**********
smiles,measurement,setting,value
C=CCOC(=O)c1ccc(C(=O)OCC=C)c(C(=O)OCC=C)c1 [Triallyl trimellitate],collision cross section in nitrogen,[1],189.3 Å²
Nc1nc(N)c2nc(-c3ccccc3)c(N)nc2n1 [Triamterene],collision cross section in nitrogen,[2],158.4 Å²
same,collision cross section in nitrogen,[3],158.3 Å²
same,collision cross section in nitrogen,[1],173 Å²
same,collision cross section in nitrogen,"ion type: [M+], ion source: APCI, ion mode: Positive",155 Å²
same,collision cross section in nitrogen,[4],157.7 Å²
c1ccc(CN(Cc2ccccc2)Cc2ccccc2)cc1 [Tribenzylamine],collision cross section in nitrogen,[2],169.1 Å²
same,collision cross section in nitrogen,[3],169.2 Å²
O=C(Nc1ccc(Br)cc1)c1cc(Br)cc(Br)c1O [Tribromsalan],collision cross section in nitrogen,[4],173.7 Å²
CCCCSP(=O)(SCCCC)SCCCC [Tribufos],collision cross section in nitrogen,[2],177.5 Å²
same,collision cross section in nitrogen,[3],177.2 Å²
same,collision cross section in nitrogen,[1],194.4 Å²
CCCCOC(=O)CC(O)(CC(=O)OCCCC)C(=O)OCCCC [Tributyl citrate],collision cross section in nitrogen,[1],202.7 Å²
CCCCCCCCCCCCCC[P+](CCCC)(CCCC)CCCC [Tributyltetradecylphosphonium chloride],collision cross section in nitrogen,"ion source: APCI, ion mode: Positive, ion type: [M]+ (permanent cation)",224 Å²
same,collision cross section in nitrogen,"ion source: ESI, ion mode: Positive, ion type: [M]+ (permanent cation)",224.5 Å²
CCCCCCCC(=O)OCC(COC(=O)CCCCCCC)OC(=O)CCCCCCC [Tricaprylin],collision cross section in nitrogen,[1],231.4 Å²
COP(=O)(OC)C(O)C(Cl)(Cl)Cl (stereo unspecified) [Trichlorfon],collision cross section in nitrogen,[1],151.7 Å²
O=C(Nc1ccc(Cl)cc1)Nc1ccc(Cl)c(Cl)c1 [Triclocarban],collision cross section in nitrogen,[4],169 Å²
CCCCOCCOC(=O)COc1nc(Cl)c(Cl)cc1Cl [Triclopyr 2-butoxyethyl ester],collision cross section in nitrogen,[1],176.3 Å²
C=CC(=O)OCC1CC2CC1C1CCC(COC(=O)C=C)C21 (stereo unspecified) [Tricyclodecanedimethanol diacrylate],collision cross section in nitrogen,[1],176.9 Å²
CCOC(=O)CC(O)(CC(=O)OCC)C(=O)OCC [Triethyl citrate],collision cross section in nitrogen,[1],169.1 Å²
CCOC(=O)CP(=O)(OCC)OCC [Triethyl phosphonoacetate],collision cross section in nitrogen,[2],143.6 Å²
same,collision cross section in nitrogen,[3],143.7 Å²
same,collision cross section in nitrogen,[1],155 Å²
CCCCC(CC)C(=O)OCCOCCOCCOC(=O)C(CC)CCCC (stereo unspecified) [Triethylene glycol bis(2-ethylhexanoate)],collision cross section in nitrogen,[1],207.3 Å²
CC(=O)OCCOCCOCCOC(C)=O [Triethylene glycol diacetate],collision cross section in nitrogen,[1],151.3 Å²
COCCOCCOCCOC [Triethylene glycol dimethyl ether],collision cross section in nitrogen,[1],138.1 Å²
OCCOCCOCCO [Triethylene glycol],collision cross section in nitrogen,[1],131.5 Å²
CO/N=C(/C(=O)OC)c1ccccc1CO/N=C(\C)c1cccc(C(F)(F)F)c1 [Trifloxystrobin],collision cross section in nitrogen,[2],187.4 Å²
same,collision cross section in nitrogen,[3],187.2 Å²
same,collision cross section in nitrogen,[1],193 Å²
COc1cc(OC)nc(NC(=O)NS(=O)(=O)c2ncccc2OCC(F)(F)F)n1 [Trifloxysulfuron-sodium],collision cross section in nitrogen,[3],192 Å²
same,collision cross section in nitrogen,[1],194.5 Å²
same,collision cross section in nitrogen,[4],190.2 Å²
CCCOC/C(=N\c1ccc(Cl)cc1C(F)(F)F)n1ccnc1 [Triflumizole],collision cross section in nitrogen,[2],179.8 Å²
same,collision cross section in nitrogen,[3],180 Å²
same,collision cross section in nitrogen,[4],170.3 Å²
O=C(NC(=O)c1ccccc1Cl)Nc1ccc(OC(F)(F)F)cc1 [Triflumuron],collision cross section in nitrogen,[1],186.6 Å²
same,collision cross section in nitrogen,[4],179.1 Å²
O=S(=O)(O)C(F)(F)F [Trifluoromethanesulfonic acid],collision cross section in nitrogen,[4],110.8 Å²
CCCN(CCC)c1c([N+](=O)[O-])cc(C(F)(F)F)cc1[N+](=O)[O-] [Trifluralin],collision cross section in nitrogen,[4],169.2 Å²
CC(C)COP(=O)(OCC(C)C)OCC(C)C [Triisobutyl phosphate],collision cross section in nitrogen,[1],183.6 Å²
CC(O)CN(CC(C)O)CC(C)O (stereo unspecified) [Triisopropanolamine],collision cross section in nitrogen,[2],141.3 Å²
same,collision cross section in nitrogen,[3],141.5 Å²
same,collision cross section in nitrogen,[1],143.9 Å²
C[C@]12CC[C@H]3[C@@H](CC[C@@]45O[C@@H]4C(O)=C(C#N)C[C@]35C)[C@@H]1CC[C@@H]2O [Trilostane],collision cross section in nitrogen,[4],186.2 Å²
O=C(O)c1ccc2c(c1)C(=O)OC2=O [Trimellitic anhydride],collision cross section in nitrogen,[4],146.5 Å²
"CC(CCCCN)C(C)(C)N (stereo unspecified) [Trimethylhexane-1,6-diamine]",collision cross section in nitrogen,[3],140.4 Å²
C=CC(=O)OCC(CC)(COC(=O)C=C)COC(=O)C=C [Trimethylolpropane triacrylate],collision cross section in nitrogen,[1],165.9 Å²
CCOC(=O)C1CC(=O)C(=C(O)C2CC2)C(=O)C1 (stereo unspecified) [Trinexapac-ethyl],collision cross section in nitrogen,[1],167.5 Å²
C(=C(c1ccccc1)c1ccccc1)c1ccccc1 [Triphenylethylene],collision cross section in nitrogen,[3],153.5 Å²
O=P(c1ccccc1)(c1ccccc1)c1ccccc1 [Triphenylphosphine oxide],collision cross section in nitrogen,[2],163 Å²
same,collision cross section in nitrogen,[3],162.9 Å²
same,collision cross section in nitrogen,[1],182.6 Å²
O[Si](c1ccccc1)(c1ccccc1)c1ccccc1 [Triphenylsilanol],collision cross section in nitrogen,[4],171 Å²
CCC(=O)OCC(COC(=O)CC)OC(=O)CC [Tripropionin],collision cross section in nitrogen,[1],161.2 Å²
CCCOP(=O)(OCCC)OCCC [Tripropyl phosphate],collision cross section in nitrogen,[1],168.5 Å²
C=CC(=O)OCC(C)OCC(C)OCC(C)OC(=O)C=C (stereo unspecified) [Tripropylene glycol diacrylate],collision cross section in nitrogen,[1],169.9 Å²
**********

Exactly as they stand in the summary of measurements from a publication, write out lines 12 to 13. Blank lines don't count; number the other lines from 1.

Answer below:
same,collision cross section in nitrogen,[3],177.2 Å²
same,collision cross section in nitrogen,[1],194.4 Å²